AS so often, we begin with a clarification.
I'm not talking about thick shoes vis-a-vis the stoutness of, say, a brogue.
I'm talking of shoes that don't have a brain. Your own grey matter – located in the head, madam; try giving it a shake – lights up in agitation: shoes don't usually have brains.
Not yet they don't. That's right. They – and I think you know who I mean – are now working on "smart shoes". To be fair, these are not shoes able to debate with you about Hegel. These are shoes that'll tell you when their heel or sole has worn down. Gordon H Bennett. Do we really need this?
When I alluded to "they", you'd be assuming boffins and whatnot, which is broadly speaking correct. But, in particular, we're talking about Apple, the company that brings you expensive computerie gadgets. Not content with filling your pockets with screens, they want to give you shoes that beep or perchance flash a light on your iPhone or iPad. Aye, right.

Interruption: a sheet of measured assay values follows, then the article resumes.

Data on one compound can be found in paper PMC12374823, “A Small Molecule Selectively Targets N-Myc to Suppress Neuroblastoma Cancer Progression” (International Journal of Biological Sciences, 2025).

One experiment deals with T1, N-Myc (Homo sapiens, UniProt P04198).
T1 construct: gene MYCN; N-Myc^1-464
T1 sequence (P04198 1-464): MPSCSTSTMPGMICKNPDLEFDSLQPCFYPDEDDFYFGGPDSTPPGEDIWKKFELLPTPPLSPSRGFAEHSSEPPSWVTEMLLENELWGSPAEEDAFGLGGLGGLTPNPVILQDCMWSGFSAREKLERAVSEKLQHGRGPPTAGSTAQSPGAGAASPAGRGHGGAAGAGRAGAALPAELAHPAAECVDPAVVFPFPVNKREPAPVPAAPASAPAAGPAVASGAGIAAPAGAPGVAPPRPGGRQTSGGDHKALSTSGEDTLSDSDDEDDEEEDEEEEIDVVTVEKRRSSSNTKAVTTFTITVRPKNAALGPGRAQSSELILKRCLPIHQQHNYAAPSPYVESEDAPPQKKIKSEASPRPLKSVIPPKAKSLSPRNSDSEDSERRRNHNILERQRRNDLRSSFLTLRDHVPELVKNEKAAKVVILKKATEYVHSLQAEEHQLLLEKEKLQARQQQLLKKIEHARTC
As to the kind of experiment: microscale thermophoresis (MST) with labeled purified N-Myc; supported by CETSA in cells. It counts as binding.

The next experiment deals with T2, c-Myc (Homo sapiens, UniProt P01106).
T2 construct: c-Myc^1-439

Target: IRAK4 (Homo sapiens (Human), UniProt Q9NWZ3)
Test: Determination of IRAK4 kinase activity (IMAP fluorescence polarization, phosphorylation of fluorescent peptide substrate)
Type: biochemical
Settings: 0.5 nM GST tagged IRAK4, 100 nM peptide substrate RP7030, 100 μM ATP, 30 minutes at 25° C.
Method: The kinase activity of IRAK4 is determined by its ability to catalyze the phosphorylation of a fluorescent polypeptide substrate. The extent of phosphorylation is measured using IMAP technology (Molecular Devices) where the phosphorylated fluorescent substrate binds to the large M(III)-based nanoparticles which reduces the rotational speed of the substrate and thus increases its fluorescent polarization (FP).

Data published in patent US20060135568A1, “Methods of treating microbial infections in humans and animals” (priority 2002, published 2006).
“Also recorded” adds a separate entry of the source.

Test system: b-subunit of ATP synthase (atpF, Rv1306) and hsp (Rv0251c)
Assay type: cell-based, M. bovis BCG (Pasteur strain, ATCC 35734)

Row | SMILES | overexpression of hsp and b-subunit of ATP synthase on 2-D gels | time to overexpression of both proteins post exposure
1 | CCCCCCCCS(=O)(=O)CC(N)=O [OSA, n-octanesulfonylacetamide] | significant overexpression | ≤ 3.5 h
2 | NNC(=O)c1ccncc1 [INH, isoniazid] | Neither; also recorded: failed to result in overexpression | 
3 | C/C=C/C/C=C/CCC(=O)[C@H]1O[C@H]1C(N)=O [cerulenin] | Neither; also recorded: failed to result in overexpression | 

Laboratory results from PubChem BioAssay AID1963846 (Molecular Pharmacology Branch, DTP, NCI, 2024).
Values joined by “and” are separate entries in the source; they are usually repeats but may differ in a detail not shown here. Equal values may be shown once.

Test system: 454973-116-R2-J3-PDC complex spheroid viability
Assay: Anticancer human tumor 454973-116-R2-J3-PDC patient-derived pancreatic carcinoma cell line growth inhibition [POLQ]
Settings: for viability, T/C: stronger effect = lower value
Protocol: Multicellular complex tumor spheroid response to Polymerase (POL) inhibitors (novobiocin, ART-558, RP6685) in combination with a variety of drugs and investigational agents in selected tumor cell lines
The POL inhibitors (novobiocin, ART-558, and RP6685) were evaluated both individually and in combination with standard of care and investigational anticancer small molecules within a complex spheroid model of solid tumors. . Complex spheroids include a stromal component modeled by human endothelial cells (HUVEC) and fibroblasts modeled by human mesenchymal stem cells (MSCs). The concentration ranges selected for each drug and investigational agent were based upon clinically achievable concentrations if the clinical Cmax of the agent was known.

In its patent application, the Cupertino-based company notes: "When a critical-wear level is reached, even if the shoe looks like it is not particularly worn, the shoe may not provide adequate support and may, in fact, cause damage to feet".
Be still, my damaged feet. I'd never thought of it like that. Using the old-fashioned technology of your eyelobes, you might take a gander at your footwear and detect nothing amiss. But, invisible to the naked eye, they're starting to fall apart, undermining your ankle integrity and critically affecting your usually much admired walking style.
Question: isn't this all going too far? It's all we hear now: smart, smart, smart. Smartphones, watches, televisions and, now, shoes. Tell you what: I'm sticking to good old thick footwear.
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